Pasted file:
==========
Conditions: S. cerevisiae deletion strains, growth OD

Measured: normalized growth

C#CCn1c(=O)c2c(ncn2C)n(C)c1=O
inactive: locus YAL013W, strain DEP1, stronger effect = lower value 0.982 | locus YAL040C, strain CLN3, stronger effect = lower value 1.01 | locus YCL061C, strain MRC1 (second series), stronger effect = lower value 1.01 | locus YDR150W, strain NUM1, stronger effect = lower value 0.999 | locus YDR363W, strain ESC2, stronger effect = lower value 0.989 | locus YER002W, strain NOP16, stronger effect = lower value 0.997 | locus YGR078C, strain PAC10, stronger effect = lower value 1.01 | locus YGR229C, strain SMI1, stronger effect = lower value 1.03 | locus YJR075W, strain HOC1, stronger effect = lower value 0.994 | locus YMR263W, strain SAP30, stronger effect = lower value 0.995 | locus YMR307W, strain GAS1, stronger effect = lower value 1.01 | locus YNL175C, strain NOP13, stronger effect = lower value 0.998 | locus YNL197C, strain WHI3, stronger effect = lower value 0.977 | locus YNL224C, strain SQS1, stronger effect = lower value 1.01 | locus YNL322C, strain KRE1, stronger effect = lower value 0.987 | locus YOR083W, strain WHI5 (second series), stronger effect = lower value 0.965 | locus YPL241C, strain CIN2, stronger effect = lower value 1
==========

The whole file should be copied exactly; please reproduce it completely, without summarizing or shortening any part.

Conditions: S. cerevisiae deletion strains, growth OD

Measured: normalized growth

C#CCn1c(=O)c2c(ncn2C)n(C)c1=O
inactive: locus YAL013W, strain DEP1, stronger effect = lower value 0.982 | locus YAL040C, strain CLN3, stronger effect = lower value 1.01 | locus YCL061C, strain MRC1 (second series), stronger effect = lower value 1.01 | locus YDR150W, strain NUM1, stronger effect = lower value 0.999 | locus YDR363W, strain ESC2, stronger effect = lower value 0.989 | locus YER002W, strain NOP16, stronger effect = lower value 0.997 | locus YGR078C, strain PAC10, stronger effect = lower value 1.01 | locus YGR229C, strain SMI1, stronger effect = lower value 1.03 | locus YJR075W, strain HOC1, stronger effect = lower value 0.994 | locus YMR263W, strain SAP30, stronger effect = lower value 0.995 | locus YMR307W, strain GAS1, stronger effect = lower value 1.01 | locus YNL175C, strain NOP13, stronger effect = lower value 0.998 | locus YNL197C, strain WHI3, stronger effect = lower value 0.977 | locus YNL224C, strain SQS1, stronger effect = lower value 1.01 | locus YNL322C, strain KRE1, stronger effect = lower value 0.987 | locus YOR083W, strain WHI5 (second series), stronger effect = lower value 0.965 | locus YPL241C, strain CIN2, stronger effect = lower value 1